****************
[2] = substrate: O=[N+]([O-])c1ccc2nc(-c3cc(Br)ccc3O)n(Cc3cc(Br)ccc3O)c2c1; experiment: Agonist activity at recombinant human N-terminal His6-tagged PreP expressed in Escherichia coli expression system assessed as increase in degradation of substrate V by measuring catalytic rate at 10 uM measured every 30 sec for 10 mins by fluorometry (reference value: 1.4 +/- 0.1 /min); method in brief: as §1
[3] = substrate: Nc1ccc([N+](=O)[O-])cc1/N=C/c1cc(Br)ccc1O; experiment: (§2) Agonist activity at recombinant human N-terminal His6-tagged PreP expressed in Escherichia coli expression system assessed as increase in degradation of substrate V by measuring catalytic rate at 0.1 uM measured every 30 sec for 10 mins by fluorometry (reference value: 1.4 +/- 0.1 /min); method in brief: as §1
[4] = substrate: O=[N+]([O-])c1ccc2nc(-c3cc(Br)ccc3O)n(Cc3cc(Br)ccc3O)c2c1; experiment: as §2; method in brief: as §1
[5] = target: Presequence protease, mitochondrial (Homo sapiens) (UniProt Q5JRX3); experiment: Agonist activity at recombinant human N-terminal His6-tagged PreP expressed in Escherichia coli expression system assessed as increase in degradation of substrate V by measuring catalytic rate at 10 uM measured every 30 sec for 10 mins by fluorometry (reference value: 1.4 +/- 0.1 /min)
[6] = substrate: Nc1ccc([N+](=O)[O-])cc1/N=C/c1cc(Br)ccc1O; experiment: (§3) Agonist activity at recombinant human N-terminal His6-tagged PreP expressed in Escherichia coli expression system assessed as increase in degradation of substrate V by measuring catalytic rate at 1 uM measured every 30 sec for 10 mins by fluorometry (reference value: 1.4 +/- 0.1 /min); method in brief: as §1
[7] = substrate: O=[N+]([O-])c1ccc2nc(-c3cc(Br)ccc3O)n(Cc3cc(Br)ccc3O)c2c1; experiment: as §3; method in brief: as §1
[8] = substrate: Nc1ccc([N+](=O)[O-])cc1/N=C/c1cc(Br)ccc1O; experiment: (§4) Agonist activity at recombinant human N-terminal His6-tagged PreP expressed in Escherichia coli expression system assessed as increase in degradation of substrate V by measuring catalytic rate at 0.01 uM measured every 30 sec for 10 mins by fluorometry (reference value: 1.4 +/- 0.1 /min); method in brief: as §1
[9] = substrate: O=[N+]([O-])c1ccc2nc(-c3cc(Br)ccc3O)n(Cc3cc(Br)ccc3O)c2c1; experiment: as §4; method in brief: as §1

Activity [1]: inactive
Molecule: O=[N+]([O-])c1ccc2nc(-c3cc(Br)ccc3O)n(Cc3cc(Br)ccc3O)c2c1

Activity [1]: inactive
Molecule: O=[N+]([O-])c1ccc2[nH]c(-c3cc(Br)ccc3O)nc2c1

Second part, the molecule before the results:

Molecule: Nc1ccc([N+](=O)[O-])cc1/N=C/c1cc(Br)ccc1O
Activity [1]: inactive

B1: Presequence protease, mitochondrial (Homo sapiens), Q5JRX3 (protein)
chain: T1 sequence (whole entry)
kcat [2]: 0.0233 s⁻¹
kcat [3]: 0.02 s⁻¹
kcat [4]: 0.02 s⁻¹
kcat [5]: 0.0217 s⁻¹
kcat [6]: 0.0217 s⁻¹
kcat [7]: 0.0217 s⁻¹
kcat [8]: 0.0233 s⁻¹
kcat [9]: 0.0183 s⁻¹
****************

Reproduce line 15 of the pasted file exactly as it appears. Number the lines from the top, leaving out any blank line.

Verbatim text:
Activity [1]: inactive